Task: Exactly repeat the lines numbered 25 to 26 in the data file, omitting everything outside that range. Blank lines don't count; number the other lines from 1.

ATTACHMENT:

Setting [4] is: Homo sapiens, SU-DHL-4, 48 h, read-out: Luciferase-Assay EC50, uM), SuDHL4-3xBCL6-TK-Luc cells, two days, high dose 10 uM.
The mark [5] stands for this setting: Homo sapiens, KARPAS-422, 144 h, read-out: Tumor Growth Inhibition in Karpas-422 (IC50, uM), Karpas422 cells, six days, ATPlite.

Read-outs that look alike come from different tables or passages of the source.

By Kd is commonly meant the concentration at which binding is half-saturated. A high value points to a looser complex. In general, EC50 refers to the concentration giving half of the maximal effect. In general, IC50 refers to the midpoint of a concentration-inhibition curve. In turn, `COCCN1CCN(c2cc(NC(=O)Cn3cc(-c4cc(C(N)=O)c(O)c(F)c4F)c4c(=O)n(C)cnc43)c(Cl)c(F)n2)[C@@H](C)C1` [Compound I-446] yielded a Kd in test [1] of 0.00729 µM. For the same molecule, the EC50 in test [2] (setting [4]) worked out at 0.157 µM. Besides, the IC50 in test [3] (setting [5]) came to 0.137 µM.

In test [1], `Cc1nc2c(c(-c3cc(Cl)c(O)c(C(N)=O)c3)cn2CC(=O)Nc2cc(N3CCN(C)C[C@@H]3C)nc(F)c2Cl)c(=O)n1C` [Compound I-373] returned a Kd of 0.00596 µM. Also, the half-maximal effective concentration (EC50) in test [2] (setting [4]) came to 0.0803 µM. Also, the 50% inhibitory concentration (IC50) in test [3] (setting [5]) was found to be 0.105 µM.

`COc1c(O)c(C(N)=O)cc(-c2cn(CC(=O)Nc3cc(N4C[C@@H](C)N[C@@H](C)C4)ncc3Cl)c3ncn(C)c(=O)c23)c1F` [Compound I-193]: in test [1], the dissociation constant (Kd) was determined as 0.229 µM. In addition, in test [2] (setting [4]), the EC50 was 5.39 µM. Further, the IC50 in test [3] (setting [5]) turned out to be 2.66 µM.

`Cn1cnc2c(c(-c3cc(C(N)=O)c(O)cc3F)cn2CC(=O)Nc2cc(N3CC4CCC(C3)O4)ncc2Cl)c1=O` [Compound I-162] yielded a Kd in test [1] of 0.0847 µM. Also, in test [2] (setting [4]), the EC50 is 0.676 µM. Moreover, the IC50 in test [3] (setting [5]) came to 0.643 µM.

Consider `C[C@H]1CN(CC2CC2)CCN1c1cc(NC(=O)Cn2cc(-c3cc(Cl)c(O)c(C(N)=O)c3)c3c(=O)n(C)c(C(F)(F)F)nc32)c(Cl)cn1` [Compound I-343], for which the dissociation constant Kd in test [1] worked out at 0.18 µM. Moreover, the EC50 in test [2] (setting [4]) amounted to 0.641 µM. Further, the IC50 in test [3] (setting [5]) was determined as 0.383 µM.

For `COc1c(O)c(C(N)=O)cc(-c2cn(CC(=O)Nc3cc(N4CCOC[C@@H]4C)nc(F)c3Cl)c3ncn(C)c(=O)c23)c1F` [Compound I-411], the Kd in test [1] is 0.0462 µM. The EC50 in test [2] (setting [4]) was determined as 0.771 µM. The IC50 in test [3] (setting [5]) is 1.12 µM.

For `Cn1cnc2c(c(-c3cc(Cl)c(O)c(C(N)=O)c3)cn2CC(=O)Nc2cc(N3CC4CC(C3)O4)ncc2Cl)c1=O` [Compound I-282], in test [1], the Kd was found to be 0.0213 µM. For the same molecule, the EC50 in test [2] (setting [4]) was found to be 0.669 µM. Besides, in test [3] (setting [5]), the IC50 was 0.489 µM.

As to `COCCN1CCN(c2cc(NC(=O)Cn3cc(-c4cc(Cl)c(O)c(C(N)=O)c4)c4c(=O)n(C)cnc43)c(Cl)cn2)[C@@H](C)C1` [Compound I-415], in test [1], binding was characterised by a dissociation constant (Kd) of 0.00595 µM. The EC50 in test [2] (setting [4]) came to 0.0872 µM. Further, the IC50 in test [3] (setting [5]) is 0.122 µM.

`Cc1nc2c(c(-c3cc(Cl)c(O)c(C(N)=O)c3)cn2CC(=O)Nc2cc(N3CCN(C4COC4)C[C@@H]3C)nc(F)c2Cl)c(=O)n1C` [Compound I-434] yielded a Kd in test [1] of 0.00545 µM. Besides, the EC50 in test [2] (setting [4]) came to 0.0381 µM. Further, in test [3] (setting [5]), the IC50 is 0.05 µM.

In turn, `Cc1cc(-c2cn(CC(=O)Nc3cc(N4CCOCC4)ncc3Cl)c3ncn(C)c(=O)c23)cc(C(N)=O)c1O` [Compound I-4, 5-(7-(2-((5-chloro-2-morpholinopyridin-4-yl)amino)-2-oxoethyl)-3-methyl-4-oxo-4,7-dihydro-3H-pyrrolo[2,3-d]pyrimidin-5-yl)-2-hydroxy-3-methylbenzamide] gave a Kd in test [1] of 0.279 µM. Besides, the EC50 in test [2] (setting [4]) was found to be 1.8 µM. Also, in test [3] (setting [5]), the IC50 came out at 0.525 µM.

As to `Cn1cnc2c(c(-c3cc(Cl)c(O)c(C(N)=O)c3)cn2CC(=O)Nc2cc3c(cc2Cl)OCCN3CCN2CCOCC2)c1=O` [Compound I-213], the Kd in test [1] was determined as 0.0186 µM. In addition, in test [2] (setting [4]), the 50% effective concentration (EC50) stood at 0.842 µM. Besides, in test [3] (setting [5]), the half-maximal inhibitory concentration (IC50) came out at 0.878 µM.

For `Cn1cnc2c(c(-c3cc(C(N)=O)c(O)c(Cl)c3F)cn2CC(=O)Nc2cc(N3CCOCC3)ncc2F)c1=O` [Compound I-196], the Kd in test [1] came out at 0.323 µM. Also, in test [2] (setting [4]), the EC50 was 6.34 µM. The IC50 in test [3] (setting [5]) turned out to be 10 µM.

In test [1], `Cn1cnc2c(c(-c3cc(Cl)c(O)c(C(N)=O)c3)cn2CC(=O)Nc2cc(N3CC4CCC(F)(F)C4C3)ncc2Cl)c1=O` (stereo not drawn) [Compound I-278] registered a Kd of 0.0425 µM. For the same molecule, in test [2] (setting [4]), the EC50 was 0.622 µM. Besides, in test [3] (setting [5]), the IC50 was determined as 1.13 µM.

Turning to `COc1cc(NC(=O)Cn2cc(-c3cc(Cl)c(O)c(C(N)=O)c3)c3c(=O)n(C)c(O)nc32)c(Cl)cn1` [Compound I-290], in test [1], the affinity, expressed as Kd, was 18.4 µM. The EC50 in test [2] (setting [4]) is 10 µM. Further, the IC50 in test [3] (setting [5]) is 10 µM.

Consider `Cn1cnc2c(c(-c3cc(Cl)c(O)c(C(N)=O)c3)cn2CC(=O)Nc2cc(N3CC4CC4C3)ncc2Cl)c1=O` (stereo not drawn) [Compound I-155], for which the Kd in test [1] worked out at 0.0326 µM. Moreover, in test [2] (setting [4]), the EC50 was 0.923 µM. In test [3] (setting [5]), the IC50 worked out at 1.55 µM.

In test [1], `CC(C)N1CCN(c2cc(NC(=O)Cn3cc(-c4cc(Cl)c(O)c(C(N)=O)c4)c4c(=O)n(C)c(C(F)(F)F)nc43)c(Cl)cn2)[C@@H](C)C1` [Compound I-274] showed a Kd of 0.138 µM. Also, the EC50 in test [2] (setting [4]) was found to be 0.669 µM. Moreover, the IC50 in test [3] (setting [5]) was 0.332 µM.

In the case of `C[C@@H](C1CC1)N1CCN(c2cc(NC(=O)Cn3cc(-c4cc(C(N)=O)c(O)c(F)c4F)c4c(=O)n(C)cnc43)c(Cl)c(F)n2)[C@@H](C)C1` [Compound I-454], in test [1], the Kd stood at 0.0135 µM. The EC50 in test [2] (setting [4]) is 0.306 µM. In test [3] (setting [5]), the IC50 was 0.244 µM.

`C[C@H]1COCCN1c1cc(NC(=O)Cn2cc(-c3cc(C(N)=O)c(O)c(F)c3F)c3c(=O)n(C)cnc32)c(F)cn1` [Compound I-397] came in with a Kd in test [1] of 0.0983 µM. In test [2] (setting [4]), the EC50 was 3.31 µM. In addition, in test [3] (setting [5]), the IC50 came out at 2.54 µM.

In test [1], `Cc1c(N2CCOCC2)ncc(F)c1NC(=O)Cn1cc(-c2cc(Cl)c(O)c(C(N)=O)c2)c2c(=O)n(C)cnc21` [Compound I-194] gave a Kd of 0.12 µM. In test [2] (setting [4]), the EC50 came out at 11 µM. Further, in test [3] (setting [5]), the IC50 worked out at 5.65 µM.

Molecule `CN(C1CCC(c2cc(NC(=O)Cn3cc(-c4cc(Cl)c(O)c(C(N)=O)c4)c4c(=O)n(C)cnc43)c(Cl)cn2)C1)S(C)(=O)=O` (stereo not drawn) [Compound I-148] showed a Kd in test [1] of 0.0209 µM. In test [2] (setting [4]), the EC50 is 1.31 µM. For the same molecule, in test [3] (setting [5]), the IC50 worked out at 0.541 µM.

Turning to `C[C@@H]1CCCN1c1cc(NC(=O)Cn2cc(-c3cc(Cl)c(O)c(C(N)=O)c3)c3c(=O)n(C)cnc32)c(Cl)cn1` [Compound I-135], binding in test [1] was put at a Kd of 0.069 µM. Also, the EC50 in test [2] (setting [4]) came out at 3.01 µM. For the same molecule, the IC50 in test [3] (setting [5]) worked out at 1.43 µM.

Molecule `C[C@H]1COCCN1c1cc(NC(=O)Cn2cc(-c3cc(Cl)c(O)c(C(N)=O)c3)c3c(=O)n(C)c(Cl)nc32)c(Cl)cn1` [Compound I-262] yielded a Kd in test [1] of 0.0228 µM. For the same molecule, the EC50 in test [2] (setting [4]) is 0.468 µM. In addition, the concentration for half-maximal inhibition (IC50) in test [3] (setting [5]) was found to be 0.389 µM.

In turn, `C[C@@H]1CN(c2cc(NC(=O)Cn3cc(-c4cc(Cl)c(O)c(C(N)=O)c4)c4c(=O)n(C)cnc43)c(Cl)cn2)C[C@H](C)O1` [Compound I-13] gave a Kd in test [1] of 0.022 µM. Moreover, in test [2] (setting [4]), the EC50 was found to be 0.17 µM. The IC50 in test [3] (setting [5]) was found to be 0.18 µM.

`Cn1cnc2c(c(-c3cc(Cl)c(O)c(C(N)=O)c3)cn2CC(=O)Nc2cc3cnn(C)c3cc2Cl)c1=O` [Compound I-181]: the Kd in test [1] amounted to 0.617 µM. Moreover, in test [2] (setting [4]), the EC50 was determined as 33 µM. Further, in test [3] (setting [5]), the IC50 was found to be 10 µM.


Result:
Molecule `C[C@H]1COCCN1c1cc(NC(=O)Cn2cc(-c3cc(Cl)c(O)c(C(N)=O)c3)c3c(=O)n(C)c(Cl)nc32)c(Cl)cn1` [Compound I-262] yielded a Kd in test [1] of 0.0228 µM. For the same molecule, the EC50 in test [2] (setting [4]) is 0.468 µM. In addition, the concentration for half-maximal inhibition (IC50) in test [3] (setting [5]) was found to be 0.389 µM.

In turn, `C[C@@H]1CN(c2cc(NC(=O)Cn3cc(-c4cc(Cl)c(O)c(C(N)=O)c4)c4c(=O)n(C)cnc43)c(Cl)cn2)C[C@H](C)O1` [Compound I-13] gave a Kd in test [1] of 0.022 µM. Moreover, in test [2] (setting [4]), the EC50 was found to be 0.17 µM. The IC50 in test [3] (setting [5]) was found to be 0.18 µM.